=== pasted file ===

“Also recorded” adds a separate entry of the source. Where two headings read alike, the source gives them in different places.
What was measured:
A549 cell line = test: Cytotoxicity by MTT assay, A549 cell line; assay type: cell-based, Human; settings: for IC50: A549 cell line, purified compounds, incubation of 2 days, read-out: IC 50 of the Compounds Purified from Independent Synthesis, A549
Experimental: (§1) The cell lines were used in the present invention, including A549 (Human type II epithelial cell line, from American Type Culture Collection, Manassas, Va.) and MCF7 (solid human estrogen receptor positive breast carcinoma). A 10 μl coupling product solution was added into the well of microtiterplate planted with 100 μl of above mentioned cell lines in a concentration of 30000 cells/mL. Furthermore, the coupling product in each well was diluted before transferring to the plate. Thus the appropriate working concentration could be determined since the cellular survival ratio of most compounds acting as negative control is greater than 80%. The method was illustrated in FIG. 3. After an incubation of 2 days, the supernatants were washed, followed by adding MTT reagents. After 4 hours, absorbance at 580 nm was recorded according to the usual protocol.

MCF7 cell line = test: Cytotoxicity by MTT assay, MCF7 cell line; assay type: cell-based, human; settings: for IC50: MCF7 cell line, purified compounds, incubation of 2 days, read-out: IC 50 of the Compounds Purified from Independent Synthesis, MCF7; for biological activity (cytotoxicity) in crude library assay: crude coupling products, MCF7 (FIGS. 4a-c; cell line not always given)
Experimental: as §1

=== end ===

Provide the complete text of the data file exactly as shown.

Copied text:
“Also recorded” adds a separate entry of the source. Where two headings read alike, the source gives them in different places.
What was measured:
A549 cell line = test: Cytotoxicity by MTT assay, A549 cell line; assay type: cell-based, Human; settings: for IC50: A549 cell line, purified compounds, incubation of 2 days, read-out: IC 50 of the Compounds Purified from Independent Synthesis, A549
Experimental: (§1) The cell lines were used in the present invention, including A549 (Human type II epithelial cell line, from American Type Culture Collection, Manassas, Va.) and MCF7 (solid human estrogen receptor positive breast carcinoma). A 10 μl coupling product solution was added into the well of microtiterplate planted with 100 μl of above mentioned cell lines in a concentration of 30000 cells/mL. Furthermore, the coupling product in each well was diluted before transferring to the plate. Thus the appropriate working concentration could be determined since the cellular survival ratio of most compounds acting as negative control is greater than 80%. The method was illustrated in FIG. 3. After an incubation of 2 days, the supernatants were washed, followed by adding MTT reagents. After 4 hours, absorbance at 580 nm was recorded according to the usual protocol.

MCF7 cell line = test: Cytotoxicity by MTT assay, MCF7 cell line; assay type: cell-based, human; settings: for IC50: MCF7 cell line, purified compounds, incubation of 2 days, read-out: IC 50 of the Compounds Purified from Independent Synthesis, MCF7; for biological activity (cytotoxicity) in crude library assay: crude coupling products, MCF7 (FIGS. 4a-c; cell line not always given)
Experimental: as §1